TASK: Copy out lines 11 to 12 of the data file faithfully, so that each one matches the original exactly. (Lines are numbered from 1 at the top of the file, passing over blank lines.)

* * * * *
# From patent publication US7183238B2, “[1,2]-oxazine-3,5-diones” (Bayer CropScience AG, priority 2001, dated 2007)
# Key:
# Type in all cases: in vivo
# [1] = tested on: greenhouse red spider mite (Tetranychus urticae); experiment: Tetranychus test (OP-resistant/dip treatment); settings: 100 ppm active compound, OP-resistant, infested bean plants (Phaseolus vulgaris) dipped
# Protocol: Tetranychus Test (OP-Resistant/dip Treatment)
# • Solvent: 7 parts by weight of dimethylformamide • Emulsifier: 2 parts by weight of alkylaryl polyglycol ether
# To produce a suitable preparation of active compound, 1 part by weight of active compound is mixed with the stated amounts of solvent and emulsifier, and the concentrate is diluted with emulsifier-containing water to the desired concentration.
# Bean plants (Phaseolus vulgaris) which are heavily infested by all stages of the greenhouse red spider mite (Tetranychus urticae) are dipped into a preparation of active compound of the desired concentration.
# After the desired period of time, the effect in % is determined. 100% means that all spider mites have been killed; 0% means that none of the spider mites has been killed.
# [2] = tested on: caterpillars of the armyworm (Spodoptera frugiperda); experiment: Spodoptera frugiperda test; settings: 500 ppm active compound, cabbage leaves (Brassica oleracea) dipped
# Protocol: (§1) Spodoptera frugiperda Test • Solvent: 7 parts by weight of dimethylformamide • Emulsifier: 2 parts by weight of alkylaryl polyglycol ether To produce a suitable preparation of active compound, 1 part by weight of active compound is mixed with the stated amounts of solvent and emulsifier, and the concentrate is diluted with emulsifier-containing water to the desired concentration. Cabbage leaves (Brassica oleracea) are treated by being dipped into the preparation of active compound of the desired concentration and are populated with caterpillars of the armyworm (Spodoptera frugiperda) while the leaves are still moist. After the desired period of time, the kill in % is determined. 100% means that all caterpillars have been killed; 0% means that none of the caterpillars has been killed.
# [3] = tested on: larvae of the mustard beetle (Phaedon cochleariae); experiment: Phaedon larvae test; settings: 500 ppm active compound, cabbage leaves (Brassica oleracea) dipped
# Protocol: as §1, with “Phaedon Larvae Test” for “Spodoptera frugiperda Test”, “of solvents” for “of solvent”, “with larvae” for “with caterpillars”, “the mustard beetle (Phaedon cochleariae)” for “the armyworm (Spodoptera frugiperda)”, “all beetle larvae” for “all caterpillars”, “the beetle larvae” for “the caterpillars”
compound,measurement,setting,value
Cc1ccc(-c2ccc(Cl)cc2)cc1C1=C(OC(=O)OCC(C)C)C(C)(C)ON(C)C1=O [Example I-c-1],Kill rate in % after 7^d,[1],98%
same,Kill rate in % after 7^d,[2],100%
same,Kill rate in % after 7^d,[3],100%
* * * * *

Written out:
# Protocol: (§1) Spodoptera frugiperda Test • Solvent: 7 parts by weight of dimethylformamide • Emulsifier: 2 parts by weight of alkylaryl polyglycol ether To produce a suitable preparation of active compound, 1 part by weight of active compound is mixed with the stated amounts of solvent and emulsifier, and the concentrate is diluted with emulsifier-containing water to the desired concentration. Cabbage leaves (Brassica oleracea) are treated by being dipped into the preparation of active compound of the desired concentration and are populated with caterpillars of the armyworm (Spodoptera frugiperda) while the leaves are still moist. After the desired period of time, the kill in % is determined. 100% means that all caterpillars have been killed; 0% means that none of the caterpillars has been killed.
# [3] = tested on: larvae of the mustard beetle (Phaedon cochleariae); experiment: Phaedon larvae test; settings: 500 ppm active compound, cabbage leaves (Brassica oleracea) dipped